Court Rules in Favor of Limited Coverage Plans
Late last month, a federal judge upheld a Trump Administration regulation to allow the sale of bare-bones, short-term health plans that are exempt from critical health coverage provisions in the Affordable Care Act (ACA). The 2018 regulation, which went into effect in August that year, promotes the sale and allows for an extended duration of these short-term plans. These plans will continue to be sold in direct competition with ACA-compliant marketplace plans.
CONCERNS WITH LIMITED COVERAGE PLANS
Short-term plans are exempt from (and often do not offer) many important provisions comprehensive coverage provides, including:
- Mental health and substance use disorder treatment
- Behavioral health parity, ensuring behavioral benefits are offered at the same rate as medical/surgical benefits
- Protections for individuals with pre-existing conditions
Under the Obama Administration, short-term health plans were limited to a three-month duration. With the recently upheld final rule, short-term plans would be extended to a full one year duration, with an option to renew coverage for up to three years. The National Council strongly opposes limited coverage plans that would significantly reduce access to comprehensive behavioral health coverage and expose patients to financial risk.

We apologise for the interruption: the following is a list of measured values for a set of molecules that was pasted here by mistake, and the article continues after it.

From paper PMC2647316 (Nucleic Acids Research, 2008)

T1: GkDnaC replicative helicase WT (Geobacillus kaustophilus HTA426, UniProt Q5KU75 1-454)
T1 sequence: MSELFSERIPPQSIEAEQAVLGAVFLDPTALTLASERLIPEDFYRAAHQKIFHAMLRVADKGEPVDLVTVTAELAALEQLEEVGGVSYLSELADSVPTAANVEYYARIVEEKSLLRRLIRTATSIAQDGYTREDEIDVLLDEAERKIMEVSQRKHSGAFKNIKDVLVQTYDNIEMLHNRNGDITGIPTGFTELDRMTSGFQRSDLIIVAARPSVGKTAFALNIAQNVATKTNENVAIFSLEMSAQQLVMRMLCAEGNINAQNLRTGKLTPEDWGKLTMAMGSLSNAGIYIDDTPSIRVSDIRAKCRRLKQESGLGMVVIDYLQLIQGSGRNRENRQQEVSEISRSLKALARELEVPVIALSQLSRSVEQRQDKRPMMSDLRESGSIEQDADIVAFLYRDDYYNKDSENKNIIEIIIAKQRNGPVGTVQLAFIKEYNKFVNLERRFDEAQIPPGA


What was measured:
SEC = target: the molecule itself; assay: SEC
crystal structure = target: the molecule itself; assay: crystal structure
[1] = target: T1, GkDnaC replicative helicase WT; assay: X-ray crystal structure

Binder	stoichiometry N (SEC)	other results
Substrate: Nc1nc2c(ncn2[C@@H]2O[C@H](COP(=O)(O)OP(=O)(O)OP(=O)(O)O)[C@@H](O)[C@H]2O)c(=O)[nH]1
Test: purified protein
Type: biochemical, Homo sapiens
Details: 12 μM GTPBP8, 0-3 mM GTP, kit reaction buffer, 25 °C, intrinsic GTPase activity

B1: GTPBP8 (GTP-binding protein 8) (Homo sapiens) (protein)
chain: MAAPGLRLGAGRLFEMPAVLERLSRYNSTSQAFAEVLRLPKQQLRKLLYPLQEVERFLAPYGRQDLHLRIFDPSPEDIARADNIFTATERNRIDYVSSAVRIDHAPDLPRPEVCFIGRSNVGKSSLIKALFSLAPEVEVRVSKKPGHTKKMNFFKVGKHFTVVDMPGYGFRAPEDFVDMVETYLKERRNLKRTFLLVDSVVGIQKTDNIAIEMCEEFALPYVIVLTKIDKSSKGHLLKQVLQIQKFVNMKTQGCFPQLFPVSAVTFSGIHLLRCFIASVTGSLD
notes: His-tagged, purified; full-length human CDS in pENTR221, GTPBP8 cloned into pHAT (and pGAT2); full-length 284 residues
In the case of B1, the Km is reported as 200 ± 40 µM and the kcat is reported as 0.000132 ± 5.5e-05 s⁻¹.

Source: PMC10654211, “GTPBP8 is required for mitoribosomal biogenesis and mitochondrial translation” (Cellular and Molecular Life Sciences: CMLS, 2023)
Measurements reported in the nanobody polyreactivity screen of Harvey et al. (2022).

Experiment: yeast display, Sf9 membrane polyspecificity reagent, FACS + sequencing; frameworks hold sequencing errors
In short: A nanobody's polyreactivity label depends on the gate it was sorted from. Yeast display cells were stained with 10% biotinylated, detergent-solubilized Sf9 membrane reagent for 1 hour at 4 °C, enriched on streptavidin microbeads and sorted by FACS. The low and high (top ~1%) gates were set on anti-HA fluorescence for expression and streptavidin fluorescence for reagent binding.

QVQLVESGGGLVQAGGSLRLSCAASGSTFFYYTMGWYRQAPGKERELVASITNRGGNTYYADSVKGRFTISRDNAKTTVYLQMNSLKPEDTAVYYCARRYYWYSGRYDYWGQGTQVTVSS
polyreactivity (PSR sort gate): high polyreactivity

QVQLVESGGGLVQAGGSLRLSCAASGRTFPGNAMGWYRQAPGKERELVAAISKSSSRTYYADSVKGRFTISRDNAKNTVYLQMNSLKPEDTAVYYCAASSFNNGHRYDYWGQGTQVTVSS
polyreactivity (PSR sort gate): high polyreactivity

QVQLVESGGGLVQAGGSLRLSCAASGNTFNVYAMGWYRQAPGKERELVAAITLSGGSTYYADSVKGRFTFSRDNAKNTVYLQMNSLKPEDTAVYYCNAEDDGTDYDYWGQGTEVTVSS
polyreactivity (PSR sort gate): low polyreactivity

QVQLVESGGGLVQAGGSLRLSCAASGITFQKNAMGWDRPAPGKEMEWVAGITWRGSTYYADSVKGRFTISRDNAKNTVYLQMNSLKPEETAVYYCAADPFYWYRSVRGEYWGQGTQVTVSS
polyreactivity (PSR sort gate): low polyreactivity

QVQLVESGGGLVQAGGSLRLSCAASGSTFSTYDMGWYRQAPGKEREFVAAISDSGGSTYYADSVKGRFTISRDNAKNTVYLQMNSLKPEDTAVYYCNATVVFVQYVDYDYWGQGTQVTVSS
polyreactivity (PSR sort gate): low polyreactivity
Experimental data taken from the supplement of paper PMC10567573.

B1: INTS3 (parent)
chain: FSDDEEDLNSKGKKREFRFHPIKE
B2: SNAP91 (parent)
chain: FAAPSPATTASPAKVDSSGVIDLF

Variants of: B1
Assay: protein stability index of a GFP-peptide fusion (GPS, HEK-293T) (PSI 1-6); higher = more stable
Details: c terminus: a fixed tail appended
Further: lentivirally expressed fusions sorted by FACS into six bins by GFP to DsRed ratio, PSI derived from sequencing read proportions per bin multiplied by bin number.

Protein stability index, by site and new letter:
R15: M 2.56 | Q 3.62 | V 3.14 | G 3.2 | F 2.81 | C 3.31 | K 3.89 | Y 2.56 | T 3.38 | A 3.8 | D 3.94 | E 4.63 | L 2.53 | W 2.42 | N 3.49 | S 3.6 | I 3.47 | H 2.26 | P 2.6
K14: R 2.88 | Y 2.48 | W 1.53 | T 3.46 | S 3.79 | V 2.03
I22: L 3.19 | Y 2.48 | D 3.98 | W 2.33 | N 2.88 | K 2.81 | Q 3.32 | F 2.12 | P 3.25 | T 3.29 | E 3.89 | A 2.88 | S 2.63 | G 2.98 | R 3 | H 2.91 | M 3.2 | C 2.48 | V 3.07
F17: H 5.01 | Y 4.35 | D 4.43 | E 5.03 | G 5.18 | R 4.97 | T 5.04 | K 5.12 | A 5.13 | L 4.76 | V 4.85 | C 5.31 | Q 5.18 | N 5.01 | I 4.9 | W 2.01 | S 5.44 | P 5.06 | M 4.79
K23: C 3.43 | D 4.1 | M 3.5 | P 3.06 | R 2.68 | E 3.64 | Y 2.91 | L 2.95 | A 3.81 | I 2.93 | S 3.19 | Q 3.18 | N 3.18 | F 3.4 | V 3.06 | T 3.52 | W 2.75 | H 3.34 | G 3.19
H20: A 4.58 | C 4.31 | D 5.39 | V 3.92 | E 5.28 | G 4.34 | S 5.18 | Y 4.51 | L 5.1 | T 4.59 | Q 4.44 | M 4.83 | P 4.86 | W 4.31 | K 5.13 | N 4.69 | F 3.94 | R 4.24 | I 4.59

The federal court, and Judge Richard Leon in particular, acknowledged in the ruling that short-term plans will serve as direct competition for ACA-compliant plans. With primarily young and healthy people expected to switch to such plans, this decision could lead to higher premiums for individuals who need more comprehensive and robust coverage options. Individuals with chronic illnesses like mental illness and addiction could be at risk of great financial strain.
A report from the National Council, Families USA, Mental Health America, and the National Alliance on Mental Illness found that “in these [limited coverage] policies, having ever been diagnosed with a mental health condition or having received mental health or substance use treatment… would lead to limitations on or outright exclusions of services.”
While there are reported plans to appeal this federal decision, states are directly addressing changes to short-term health plans by adding their own limitations, with 10 states banning or greatly restricting such plans altogether. California, New York, Massachusetts and New Jersey have banned these plans outright while Washington, Oregon, Delaware, Maryland and Vermont have made the offerings so unfavorable plans no longer offer these plans as an option for consumers.